Goldfish need to be conditioned to spawn. This usually means a period of a month or so at a cool temperature and proper feeding before and after this dormancy break. People in temperate climates with ponds have no trouble spawning their fish. Once the water temperature rises towards 68 degrees Fahrenheit (20 degrees Celsius), usually spawning activity will begin. Goldfish typically spawn in the wee hours of the early morning.
My fish showed no signs of spawning until I gave them some spawning material; then, within 12 hours they were at it. I used a green nylon mesh I purchased at a fabric store (tip: guys with weird projects get lots of attention from the women who work at fabric stores). The advantage of the mesh was that it could be sterilized and reused, and that it allowed excellent water circulation around the eggs. The only downside was that it seemed a bit abrasive on the pectoral fins of the female as the male drove her through the material.
I hand spawned the fish initially and then let them naturally spawn after that for 4 or 5 hours. This gave me two sets of eggs, which I raised separately for the first few months. All I knew about hand spawning was what I had read in books; I was able to do it, but I think I injured the female in the process. What happened was that some of her vent parts everted during the stripping process. She recovered and seemed fine, but then died suddenly 3 months later during some water quality problems. I believe this loss very possibly could have been related to the earlier injury.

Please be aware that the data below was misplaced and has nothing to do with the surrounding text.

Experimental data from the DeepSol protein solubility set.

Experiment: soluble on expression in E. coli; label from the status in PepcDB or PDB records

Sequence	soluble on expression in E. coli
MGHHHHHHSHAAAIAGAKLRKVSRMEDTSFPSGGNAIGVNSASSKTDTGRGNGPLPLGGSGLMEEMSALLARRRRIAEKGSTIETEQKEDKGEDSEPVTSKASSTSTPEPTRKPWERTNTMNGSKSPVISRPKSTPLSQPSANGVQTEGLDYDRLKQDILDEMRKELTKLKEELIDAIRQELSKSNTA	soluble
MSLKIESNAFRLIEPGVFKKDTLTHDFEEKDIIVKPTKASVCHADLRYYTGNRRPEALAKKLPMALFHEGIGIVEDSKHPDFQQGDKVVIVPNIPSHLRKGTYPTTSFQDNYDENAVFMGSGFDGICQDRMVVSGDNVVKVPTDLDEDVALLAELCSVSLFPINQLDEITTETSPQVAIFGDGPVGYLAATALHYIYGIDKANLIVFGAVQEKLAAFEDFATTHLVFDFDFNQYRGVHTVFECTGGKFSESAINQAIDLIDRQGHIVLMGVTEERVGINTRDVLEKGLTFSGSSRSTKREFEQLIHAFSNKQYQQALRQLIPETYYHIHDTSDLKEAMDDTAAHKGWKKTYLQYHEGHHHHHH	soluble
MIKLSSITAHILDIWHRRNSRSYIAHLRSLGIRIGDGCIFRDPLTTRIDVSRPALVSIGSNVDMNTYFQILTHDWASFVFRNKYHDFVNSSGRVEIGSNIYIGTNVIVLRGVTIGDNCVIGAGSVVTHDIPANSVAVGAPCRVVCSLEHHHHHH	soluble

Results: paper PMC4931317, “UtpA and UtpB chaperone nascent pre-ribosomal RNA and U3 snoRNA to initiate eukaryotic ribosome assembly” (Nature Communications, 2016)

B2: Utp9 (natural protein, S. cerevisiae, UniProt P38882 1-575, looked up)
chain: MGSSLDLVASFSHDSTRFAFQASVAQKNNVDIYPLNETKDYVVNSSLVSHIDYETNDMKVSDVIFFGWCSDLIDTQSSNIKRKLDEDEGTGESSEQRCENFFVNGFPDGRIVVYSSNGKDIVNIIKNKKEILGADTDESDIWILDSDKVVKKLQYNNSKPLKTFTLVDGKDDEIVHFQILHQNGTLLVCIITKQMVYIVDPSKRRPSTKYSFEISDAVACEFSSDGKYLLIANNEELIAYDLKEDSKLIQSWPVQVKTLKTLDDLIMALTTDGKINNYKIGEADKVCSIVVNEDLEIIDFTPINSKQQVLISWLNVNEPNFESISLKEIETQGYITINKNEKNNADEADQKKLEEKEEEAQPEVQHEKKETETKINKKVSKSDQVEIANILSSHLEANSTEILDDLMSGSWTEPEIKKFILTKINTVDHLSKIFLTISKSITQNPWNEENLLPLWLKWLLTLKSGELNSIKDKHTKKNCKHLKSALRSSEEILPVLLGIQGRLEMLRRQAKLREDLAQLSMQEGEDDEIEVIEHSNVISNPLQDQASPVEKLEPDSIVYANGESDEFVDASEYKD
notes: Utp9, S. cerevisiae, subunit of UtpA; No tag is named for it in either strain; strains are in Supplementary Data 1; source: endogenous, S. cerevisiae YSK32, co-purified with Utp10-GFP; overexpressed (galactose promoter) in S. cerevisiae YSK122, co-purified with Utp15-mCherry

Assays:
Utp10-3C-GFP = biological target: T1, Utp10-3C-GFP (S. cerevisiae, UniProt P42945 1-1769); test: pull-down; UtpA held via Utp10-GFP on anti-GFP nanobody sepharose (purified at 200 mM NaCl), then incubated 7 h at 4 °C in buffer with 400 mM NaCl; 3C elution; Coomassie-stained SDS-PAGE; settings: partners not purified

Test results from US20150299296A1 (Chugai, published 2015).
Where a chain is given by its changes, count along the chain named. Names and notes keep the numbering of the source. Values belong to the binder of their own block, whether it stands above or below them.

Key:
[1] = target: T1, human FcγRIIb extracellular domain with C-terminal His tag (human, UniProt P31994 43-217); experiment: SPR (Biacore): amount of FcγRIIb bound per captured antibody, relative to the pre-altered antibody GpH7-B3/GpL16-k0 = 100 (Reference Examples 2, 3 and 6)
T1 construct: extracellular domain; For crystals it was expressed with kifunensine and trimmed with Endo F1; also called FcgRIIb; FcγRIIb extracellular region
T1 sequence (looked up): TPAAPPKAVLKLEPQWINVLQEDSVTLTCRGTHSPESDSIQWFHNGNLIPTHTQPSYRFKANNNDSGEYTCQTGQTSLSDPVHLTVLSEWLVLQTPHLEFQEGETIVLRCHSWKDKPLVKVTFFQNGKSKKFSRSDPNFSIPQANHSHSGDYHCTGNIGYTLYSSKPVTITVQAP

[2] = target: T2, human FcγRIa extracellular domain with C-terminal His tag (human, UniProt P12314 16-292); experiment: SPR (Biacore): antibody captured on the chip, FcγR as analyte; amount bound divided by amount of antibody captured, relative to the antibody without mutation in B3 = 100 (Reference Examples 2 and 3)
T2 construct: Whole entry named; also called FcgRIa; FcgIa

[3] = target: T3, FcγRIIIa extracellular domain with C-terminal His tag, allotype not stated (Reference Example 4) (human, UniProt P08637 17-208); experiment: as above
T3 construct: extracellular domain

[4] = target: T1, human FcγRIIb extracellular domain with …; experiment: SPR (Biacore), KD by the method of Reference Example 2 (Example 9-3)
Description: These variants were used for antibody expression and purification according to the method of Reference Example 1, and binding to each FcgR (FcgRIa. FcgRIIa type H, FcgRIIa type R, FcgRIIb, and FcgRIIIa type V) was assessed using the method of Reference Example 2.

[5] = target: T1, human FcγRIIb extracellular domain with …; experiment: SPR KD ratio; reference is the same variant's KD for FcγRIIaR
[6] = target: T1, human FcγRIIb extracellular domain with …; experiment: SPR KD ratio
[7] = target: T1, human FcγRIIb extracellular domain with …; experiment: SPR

Goldfish eggs are very adhesive once wet. Based on a method suggested by a Belgian veterinarian in the goldfish Internet mailing list, I stripped the female of roe into a small dry dish. I then stripped some milt from the male into this dish. Then I mixed the roe and milt together thoroughly. I had spread some of my nylon mesh in the bottom of a clean 55-gallon tank; I swirled the contents of the dish into the water and allowed the now-adhesive eggs to sink down and adhere to the mesh. This gave me a nicely scattered distribution of the eggs. I then moved the mesh to a 10-gallon tank for hatching, put fresh mesh in the 55, and put the pair of Ranchu in to spawn naturally. Which they did with enthusiasm.
Above: Goldfish eggs on nylon spawning mesh ("thule" from a fabric shop). The opaque white eggs are infertile. The rest will hatch in a day.
In both tanks with eggs I put a drop per gallon of methylene blue. This is supposed to reduce the severity of the fungus that develops on infertile eggs. If this fungus gets out of hand, it will start to kill adjacent fertile eggs. I had no trouble with fungus developing. This water was gradually changed out as the fry began to hatch.
Ultimately I would estimate I got over 8000 eggs: 2000 from the hand spawning, about 5000 from the natural spawning, and 1000 in assorted other places. The hand-spawned eggs were about 95% fertile and the naturally spawned were about 50%. Needless to say, this resulted in a lot of fry.